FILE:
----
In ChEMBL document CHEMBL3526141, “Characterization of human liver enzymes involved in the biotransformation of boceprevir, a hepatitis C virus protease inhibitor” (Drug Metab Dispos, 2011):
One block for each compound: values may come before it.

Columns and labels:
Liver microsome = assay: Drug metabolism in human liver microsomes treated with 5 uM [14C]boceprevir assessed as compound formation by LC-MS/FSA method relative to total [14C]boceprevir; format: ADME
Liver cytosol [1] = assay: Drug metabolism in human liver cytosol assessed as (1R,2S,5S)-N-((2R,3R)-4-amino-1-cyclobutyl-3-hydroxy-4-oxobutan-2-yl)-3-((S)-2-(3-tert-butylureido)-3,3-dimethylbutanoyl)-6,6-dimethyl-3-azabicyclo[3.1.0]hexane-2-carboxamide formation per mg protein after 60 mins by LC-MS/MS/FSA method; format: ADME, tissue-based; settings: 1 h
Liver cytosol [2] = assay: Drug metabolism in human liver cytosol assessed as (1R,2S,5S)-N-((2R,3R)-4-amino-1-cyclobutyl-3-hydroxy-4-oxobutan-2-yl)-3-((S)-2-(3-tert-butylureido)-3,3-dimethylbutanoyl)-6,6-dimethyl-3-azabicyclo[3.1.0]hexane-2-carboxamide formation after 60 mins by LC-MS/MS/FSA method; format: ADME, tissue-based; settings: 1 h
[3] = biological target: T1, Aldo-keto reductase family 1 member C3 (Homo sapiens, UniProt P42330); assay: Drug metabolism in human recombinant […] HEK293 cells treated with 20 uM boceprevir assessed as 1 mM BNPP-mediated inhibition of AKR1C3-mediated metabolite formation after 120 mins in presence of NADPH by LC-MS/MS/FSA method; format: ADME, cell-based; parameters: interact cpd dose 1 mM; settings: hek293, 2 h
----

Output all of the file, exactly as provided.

In ChEMBL document CHEMBL3526141, “Characterization of human liver enzymes involved in the biotransformation of boceprevir, a hepatitis C virus protease inhibitor” (Drug Metab Dispos, 2011):
One block for each compound: values may come before it.

Columns and labels:
Liver microsome = assay: Drug metabolism in human liver microsomes treated with 5 uM [14C]boceprevir assessed as compound formation by LC-MS/FSA method relative to total [14C]boceprevir; format: ADME
Liver cytosol [1] = assay: Drug metabolism in human liver cytosol assessed as (1R,2S,5S)-N-((2R,3R)-4-amino-1-cyclobutyl-3-hydroxy-4-oxobutan-2-yl)-3-((S)-2-(3-tert-butylureido)-3,3-dimethylbutanoyl)-6,6-dimethyl-3-azabicyclo[3.1.0]hexane-2-carboxamide formation per mg protein after 60 mins by LC-MS/MS/FSA method; format: ADME, tissue-based; settings: 1 h
Liver cytosol [2] = assay: Drug metabolism in human liver cytosol assessed as (1R,2S,5S)-N-((2R,3R)-4-amino-1-cyclobutyl-3-hydroxy-4-oxobutan-2-yl)-3-((S)-2-(3-tert-butylureido)-3,3-dimethylbutanoyl)-6,6-dimethyl-3-azabicyclo[3.1.0]hexane-2-carboxamide formation after 60 mins by LC-MS/MS/FSA method; format: ADME, tissue-based; settings: 1 h
[3] = biological target: T1, Aldo-keto reductase family 1 member C3 (Homo sapiens, UniProt P42330); assay: Drug metabolism in human recombinant […] HEK293 cells treated with 20 uM boceprevir assessed as 1 mM BNPP-mediated inhibition of AKR1C3-mediated metabolite formation after 120 mins in presence of NADPH by LC-MS/MS/FSA method; format: ADME, cell-based; parameters: interact cpd dose 1 mM; settings: hek293, 2 h